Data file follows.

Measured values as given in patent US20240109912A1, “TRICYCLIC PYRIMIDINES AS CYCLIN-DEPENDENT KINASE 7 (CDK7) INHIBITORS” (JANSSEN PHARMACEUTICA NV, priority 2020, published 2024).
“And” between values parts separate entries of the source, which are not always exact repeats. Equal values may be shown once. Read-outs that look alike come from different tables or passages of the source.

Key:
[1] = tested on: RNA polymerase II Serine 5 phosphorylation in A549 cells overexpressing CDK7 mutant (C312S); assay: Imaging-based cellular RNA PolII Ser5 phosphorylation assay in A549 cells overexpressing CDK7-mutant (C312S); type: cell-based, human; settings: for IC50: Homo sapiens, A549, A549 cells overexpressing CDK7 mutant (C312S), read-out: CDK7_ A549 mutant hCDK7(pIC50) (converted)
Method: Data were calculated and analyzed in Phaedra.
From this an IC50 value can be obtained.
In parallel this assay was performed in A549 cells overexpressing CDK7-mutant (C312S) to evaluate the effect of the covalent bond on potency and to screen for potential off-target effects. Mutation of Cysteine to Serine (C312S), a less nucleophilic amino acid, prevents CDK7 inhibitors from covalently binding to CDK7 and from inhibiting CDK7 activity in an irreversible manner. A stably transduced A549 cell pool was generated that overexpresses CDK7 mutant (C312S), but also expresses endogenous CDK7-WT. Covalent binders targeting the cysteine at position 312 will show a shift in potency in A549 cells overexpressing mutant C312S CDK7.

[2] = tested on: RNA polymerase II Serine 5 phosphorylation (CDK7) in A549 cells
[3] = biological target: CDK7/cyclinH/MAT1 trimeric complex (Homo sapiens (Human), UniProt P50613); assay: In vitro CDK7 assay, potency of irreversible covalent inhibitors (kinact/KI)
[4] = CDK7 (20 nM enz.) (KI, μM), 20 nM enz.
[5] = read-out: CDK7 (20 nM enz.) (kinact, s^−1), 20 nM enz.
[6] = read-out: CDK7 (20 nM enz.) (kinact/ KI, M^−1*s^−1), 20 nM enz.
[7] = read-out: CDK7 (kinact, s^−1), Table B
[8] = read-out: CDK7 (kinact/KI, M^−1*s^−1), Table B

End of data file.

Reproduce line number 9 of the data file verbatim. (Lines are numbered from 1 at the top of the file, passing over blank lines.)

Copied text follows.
[3] = biological target: CDK7/cyclinH/MAT1 trimeric complex (Homo sapiens (Human), UniProt P50613); assay: In vitro CDK7 assay, potency of irreversible covalent inhibitors (kinact/KI)